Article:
OUR OPINION: Restoring the Food and Drug Administration

Staff Writer
Gonzales Weekly Citizen

Food poisoning can range from an unpleasant to a life-threatening event.

Conventional wisdom says that the elderly and children are most susceptible to food illnesses, but new findings released by the Centers for Disease Control and Prevention in its annual report should put other ages on alert.

2008 findings from the CDC suggest that more adults than just the elderly are at a high risk for food illnesses like E coli, salmonella and listeria bacteria.

CDC’s FoodNet findings show that persons 50 and older are at risk at significantly higher rates than children.

The food illness findings indicate that 53 percent of those over 50 were hospitalized for E. coli, compared to 31 percent of young kids. Of those hospitalized for salmonella, the ratio percentage for adults over age 50 was 40 percent and for young children 19 percent. 

Marketing analysts, and, we suspect, many persons over the age 50, do not consider everyone over 50 to be elderly. Persons in this age range should be made aware of possible food borne infections so they can be more alert than they may have been in the past.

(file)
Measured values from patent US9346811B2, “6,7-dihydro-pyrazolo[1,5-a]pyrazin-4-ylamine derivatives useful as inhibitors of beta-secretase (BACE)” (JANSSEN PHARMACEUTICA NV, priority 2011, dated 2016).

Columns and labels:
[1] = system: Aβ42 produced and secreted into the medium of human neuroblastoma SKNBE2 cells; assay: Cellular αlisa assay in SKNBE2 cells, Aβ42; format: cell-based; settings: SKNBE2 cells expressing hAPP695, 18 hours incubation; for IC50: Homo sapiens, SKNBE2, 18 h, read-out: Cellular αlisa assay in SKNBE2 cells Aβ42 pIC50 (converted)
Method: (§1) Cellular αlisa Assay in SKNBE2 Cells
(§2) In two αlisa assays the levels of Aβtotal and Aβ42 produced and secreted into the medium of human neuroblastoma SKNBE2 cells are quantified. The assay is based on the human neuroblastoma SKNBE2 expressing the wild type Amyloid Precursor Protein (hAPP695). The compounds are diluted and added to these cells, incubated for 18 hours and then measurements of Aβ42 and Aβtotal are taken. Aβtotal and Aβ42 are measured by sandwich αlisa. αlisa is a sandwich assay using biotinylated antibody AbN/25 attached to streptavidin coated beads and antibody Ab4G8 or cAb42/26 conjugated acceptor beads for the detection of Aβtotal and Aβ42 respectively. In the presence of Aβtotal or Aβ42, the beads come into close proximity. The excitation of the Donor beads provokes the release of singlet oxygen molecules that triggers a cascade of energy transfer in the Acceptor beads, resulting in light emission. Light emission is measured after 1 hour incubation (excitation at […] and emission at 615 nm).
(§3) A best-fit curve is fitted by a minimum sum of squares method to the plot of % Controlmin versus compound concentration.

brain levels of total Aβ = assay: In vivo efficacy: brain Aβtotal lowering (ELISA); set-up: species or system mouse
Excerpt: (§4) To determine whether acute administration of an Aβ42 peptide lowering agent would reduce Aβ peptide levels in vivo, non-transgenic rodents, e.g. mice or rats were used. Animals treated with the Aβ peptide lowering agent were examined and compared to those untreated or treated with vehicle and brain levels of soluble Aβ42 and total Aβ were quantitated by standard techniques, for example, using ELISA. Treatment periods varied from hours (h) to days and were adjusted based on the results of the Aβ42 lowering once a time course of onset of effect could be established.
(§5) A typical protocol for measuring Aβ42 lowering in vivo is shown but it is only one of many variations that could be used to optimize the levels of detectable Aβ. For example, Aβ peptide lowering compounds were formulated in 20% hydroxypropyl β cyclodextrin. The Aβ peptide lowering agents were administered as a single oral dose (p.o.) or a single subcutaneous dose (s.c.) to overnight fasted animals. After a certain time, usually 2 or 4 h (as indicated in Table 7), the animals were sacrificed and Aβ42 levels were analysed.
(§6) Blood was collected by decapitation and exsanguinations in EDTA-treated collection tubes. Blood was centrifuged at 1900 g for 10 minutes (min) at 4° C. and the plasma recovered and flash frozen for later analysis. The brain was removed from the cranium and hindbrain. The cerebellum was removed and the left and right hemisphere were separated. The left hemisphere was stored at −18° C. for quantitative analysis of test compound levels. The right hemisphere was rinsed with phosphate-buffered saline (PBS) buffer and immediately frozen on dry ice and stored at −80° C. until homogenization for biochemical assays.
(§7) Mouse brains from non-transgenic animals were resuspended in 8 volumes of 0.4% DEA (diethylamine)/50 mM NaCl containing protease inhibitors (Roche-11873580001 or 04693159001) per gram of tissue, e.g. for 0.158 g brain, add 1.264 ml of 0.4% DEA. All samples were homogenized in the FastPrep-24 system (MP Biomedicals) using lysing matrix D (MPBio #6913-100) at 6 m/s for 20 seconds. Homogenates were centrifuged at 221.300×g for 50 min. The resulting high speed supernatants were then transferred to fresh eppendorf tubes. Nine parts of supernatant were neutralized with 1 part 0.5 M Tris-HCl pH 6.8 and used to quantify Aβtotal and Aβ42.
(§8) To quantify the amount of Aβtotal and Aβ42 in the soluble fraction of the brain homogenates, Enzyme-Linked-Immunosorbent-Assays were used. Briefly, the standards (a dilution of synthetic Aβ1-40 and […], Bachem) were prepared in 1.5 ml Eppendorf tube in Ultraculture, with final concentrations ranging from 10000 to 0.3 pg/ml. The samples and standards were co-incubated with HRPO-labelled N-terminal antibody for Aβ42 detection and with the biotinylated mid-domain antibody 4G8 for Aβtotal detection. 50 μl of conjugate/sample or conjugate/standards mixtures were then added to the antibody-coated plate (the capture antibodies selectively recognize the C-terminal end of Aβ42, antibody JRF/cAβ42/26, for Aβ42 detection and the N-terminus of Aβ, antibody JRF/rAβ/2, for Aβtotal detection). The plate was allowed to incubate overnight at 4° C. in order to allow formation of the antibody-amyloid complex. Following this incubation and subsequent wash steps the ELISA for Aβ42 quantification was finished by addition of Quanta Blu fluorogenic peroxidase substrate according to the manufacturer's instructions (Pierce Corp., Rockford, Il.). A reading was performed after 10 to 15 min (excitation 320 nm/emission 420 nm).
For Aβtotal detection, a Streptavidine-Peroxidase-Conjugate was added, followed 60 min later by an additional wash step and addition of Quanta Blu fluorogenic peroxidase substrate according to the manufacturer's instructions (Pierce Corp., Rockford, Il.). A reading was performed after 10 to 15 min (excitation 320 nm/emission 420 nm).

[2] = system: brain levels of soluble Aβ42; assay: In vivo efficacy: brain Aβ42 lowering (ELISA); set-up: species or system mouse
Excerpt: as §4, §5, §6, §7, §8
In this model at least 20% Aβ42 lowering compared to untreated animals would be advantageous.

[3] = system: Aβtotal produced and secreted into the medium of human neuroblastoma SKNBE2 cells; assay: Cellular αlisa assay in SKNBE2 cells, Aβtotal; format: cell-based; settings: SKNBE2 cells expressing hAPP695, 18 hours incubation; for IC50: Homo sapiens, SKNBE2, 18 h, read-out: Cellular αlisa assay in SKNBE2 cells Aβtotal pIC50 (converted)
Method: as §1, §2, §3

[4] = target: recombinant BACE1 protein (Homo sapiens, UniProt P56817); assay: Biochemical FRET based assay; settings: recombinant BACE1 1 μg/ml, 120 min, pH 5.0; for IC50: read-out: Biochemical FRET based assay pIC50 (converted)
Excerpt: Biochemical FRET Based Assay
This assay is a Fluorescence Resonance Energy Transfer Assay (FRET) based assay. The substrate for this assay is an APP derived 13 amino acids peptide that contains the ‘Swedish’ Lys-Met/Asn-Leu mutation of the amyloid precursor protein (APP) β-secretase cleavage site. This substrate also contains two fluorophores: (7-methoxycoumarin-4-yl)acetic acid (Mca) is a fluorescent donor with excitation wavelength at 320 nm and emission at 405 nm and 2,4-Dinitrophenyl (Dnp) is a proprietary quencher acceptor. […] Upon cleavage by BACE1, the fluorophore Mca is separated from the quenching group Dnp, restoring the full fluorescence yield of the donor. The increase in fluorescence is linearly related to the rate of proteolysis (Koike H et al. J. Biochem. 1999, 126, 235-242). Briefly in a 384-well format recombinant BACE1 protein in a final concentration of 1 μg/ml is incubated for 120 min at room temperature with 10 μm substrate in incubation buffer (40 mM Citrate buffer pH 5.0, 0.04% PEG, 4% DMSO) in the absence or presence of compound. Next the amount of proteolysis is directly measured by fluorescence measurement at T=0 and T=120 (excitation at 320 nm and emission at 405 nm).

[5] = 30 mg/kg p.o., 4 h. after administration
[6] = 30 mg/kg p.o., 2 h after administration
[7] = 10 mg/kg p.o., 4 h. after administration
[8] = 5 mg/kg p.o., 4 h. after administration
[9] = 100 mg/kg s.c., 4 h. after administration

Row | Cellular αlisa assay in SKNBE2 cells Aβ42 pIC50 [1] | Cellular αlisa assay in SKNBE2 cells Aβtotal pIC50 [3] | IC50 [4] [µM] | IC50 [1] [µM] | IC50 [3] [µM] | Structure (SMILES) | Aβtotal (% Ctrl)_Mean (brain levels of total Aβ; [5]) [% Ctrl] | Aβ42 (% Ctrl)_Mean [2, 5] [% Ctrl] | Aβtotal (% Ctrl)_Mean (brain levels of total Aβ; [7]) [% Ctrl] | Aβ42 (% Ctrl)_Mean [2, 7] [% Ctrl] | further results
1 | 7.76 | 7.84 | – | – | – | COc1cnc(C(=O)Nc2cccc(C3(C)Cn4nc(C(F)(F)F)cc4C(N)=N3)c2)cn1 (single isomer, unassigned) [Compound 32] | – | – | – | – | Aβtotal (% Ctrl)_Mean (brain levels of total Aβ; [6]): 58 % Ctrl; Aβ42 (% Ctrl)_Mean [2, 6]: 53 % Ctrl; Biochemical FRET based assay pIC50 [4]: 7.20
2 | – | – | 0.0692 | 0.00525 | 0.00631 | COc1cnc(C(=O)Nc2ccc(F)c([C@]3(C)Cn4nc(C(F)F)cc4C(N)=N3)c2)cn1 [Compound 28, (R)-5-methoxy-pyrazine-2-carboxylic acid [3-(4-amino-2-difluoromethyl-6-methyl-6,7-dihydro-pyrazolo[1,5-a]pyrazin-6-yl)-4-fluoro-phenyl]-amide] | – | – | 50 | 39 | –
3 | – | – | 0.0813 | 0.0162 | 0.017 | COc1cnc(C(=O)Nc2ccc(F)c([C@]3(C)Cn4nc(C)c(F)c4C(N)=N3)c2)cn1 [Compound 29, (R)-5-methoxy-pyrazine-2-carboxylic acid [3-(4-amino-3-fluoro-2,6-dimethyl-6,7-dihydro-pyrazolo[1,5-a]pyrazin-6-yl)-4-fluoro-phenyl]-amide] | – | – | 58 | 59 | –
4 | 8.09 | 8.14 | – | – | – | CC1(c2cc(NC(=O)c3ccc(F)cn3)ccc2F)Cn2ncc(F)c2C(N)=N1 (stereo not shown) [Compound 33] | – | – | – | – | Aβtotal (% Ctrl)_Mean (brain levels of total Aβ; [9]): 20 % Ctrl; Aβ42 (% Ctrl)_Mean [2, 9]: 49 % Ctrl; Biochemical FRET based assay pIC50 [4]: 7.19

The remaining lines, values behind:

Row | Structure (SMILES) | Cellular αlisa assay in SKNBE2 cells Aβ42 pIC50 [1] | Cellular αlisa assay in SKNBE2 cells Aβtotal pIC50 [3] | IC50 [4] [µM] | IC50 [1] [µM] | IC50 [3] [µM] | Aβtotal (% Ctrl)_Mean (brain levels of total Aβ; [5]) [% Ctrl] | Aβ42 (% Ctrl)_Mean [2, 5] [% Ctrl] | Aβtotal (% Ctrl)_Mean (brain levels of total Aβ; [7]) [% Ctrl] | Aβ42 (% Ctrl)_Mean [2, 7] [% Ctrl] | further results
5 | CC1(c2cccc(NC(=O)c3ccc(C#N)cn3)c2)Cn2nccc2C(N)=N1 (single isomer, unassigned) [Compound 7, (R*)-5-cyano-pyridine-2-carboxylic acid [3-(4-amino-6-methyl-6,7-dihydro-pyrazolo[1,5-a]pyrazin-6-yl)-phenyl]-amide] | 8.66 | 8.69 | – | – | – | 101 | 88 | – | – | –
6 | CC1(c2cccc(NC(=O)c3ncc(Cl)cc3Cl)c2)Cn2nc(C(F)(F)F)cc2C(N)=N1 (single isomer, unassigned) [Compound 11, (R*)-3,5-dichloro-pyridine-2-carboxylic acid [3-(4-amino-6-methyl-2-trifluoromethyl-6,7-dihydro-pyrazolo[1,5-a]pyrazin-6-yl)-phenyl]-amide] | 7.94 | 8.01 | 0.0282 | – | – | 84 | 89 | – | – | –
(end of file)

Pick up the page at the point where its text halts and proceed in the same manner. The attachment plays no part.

What causes some age groups to be more susceptible is a mystery. But it is hardly secret that food safety in the United States is at a low ebb.

The government admitted last week that its effort to reduce food poisonings in the past four years did not lead to a lower rate. Fresh produce problems have actually led to more illnesses like the recent salmonella outbreak affecting over 1,400 people that has been traced to hot peppers from Mexico.

CDC officials say the nation has reached “a plateau” in the fight to prevent diseases passed through foods sold in the American market. They say something new has to be done to create safer food practices in the vast food chain that begins in the fields of American and import farmers and ends at the dining table.

The Food and Drug Administration, which has operated in recent years with a severely reduced budget and less authority to monitor food and drug markets, must be rejuvenated and returned to its role as the public's watchdog.

We believe one of a revamped FDA’s first charges must be to conduct more inspections and use its new tools to develop a means to quickly track food borne illnesses to the source.

It's time to arm the FDA with a new set of teeth and restore its ability to properly inspect and monitor food and drug producers and sellers in America.